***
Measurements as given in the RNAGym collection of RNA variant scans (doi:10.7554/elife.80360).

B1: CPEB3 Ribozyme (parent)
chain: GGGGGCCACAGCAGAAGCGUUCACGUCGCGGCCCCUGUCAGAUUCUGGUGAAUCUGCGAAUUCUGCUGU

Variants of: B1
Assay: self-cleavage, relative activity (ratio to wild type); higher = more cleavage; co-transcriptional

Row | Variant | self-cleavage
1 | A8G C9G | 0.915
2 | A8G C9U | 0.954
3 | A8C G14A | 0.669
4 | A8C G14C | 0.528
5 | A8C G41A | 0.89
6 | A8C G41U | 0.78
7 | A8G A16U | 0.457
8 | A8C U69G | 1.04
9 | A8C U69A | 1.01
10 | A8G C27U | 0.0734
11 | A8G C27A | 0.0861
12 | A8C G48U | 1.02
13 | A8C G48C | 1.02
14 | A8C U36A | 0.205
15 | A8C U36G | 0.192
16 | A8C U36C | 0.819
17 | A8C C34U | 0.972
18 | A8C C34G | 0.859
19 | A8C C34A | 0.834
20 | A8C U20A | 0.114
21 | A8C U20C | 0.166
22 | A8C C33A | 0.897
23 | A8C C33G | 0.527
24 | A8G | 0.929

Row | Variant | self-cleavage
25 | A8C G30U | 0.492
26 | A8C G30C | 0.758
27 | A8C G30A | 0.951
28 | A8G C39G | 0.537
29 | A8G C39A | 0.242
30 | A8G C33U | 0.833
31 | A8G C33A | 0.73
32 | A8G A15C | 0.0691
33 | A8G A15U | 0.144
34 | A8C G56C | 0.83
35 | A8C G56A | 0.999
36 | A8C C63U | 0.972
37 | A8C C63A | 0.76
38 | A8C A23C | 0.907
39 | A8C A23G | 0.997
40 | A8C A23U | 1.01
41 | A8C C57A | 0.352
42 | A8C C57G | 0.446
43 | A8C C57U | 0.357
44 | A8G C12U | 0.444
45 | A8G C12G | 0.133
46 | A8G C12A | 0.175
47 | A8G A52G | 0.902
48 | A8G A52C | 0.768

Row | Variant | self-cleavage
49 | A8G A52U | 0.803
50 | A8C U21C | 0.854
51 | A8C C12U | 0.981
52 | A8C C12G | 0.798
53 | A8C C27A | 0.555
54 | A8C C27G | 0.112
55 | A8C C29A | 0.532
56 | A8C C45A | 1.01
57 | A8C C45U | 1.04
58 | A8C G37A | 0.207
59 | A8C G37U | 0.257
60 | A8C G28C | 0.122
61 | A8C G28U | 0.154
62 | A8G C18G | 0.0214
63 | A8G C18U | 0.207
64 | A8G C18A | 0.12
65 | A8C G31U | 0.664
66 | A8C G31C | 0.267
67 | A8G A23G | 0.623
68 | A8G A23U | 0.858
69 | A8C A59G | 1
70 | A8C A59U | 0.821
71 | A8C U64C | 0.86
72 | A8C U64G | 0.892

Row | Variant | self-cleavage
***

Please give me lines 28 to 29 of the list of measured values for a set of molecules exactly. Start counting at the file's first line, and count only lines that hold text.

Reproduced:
22 | A8C C33A | 0.897
23 | A8C C33G | 0.527